Regarding contingency measures within maintenance plans under section 175A of the CAA, the Phase 1 Rule provided that areas with approved 1-hour maintenance plans could modify their maintenance plans to remove the obligation to implement contingency measures upon violation of the 1-hour NAAQS. The Phase 1 Rule also provided that such requirements would remain enforceable as part of the approved SIP until such time as we approved a SIP revision removing such obligations.

2. Summary of Today's Proposal. Today, we are proposing that sections 172(c)(9) and 182(c)(9) contingency measures, which are triggered upon a failure to attain the 1-hour standard or to meet reasonable progress milestones for the 1-hour standard, will no longer be required once the 1-hour NAAQS is revoked. This means that after revocation of the 1-hour standard, an area that has not submitted a 1-hour attainment demonstration or a specific 1-hour RFP SIP would no longer need to submit contingency measures in conjunction with those SIPs. Additionally, an area with approved 172 and 182 contingency measures could remove them from the SIP.

We believe that the contingency measures are linked to the other requirements that EPA determined would no longer apply once the 1-hour standard is revoked. After revocation of the 1-hour standard, we will no longer make findings that areas failed to attain or make progress towards the 1-hour NAAQS. We have previously concluded that these findings are no longer necessary since they are for a NAAQS that is no longer applicable. Similarly, since these contingency measures are only triggered by a finding that an area has failed to attain or make progress toward a NAAQS that no longer applies, findings that we will no longer be making, they will not be triggered. Therefore, we believe States should not be required to submit contingency measures with their 1-hour attainment demonstrations or 1-hour RFP SIPs. The basis for concluding that 1-hour contingency measures should no longer apply once the 1-hour standard is revoked is the same as the basis for concluding that the Fee Provisions should no longer apply once the 1-hour NAAQS is revoked.

D. Adding Attainment Demonstration to the List of “Applicable Requirements” in § 51.900(f)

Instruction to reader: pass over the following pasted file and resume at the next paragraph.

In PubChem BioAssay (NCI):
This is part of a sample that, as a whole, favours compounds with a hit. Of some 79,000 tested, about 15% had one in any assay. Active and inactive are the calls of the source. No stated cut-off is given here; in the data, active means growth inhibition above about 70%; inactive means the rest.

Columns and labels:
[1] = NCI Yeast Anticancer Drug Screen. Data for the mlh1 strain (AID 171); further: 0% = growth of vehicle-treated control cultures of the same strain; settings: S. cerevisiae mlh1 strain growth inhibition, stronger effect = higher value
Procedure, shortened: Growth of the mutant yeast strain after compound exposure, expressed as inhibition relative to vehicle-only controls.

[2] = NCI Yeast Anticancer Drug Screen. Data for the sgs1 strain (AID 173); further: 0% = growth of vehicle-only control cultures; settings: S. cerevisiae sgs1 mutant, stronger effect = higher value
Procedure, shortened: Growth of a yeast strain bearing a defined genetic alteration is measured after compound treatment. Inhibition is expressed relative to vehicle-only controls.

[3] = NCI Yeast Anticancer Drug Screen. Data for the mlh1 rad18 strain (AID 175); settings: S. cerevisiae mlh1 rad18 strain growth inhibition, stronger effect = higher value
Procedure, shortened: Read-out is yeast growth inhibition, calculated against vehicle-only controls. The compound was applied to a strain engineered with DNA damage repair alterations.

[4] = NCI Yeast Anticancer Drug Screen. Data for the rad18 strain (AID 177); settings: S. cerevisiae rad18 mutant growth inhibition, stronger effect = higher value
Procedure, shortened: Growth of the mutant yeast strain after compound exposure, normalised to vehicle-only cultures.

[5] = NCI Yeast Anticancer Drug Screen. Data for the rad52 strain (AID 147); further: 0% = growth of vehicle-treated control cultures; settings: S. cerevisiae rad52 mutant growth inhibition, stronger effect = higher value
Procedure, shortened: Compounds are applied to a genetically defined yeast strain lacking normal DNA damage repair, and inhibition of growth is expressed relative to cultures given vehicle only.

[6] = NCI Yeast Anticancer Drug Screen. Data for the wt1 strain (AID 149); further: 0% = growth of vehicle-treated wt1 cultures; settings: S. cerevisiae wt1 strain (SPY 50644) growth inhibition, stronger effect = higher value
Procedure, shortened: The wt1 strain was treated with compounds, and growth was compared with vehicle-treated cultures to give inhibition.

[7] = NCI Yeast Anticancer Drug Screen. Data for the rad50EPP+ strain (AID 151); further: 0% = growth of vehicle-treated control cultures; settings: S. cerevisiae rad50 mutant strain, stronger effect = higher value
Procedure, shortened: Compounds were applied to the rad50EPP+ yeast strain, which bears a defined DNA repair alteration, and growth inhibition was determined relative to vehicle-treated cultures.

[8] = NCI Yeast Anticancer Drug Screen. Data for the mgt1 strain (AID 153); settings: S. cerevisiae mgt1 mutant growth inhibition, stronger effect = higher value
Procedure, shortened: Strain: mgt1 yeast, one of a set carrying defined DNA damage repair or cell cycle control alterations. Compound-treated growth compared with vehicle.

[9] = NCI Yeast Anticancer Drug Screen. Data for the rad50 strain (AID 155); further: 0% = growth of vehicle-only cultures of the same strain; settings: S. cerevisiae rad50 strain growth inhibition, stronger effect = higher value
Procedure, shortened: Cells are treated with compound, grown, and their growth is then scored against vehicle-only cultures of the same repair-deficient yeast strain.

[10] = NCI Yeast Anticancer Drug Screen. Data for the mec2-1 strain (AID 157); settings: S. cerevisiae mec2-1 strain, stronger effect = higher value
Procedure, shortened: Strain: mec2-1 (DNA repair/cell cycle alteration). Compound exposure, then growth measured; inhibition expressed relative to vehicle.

1. Background. Most 1-hour ozone nonattainment areas have fully approved attainment demonstrations for the 1-hour NAAQS. Therefore, our rule focused on the few areas without approved attainment demonstrations either because the areas did not meet the CAA deadlines or because they were reclassified (bumped up) to a higher classification for failure to attain by their attainment date. In our final rule, we allowed States to choose among three options for meeting their unmet attainment demonstration obligations (69 FR 23975).

a. Submit a 1-hour attainment demonstration;

b. Submit, no later than 1 year after the effective date of the 8-hour designations, an early increment of progress plan toward the 8-hour NAAQS, which provides a 5 percent increment of reductions from the 2002 emissions baseline (NOX and/or VOC); or

c. Submit an early 8-hour ozone attainment demonstration SIP 1 year after the effective date of 8-hour designations.

When we defined “applicable requirements” in § 51.900(f), we neglected to include the term attainment demonstrations.

2. Summary of Proposed Rule. Today, we are proposing that the term “attainment demonstration” be added to § 51.900(f) which states that:

Applicable requirements means for an area the following requirements to the extent such requirements apply or applied to the area for the area's classification under section 181(a)(1) of the CAA for the 1-hour NAAQS at the Start Printed Page 5598time the Administrator signs a final rule designating the area for the 8-hour standard as nonattainment, attainment or unclassifiable * * *

The term “attainment demonstration” will be included in § 51.900(f) as “(13) Attainment demonstration or an alternative as provided under § 51.905(a)(ii).” In the final rule, we stated that an attainment demonstration was an applicable requirement for purposes of § 51.905 but did not include it under the definitions of § 51.900(f). Our intent in this proposal is to clarify that an attainment demonstration is an “applicable requirement.”

IV. Statutory and Executive Order Reviews

A. Executive Order 12866: Regulatory Planning and Review

Under Executive Order 12866 (58 FR 51735, October 4, 1993), the Agency must determine whether the regulatory action is “significant” and, therefore, subject to Office of Management and Budget (OMB) review and the requirements of the Executive Order. The Order defines “significant regulatory action” as one that is likely to result in a rule that may:

(1) Have an annual effect on the economy of $100 million or more or adversely affect in a material way the economy, a sector of the economy, productivity, competition, jobs, the environment, public health or safety, or State, local, or Tribal governments or communities;

(2) Create a serious inconsistency or otherwise interfere with an action taken or planned by another agency;

(3) Materially alter the budgetary impact of entitlements, grants, user fees, or loan programs or the rights and obligations of recipients thereof; or

(4) Raise novel legal or policy issues arising out of legal mandates, the President's priorities, or the principles set forth in the Executive Order.